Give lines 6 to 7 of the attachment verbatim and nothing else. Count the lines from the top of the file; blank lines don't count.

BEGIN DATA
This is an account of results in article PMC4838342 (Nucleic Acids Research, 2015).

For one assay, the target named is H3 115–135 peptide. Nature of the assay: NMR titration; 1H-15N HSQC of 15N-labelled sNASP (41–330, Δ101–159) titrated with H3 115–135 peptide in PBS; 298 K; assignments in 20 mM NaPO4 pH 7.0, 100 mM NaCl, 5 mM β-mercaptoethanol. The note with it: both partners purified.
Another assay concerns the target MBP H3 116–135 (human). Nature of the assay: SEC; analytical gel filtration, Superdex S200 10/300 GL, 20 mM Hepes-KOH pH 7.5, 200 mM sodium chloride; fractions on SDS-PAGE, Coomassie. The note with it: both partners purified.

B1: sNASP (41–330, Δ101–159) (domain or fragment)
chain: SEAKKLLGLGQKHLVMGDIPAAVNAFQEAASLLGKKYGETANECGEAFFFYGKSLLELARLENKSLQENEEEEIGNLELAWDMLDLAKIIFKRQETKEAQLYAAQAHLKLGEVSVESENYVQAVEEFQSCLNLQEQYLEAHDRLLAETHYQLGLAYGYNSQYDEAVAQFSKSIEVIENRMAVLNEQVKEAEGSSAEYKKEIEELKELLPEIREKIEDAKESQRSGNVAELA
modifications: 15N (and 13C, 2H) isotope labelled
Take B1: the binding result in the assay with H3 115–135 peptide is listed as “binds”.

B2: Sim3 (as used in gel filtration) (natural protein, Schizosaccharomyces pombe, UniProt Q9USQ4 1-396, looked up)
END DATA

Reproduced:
modifications: 15N (and 13C, 2H) isotope labelled
Take B1: the binding result in the assay with H3 115–135 peptide is listed as “binds”.